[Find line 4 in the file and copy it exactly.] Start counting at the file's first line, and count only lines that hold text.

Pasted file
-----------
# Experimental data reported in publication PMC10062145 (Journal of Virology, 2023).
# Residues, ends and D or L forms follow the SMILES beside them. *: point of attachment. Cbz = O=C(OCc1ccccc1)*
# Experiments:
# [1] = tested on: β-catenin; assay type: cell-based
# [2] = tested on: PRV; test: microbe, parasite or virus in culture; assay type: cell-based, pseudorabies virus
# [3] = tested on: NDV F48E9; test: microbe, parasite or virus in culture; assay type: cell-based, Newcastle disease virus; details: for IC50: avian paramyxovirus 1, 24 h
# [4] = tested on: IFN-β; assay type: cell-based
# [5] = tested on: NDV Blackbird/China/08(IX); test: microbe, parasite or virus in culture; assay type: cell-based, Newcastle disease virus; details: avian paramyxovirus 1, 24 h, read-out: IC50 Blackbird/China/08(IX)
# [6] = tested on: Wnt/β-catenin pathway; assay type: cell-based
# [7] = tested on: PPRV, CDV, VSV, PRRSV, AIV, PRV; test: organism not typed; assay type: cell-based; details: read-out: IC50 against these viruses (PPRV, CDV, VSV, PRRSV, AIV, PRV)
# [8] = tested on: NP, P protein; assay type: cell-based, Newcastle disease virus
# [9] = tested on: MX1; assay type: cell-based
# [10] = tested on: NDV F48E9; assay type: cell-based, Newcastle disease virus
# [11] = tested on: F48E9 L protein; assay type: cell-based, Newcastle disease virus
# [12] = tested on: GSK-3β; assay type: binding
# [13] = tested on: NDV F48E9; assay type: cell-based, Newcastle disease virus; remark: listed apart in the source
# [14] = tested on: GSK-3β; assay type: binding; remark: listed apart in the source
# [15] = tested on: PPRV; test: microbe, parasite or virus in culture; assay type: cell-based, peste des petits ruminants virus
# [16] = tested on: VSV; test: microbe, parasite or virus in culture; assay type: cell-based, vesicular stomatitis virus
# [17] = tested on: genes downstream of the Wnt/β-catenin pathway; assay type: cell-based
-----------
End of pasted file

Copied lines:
# [1] = tested on: β-catenin; assay type: cell-based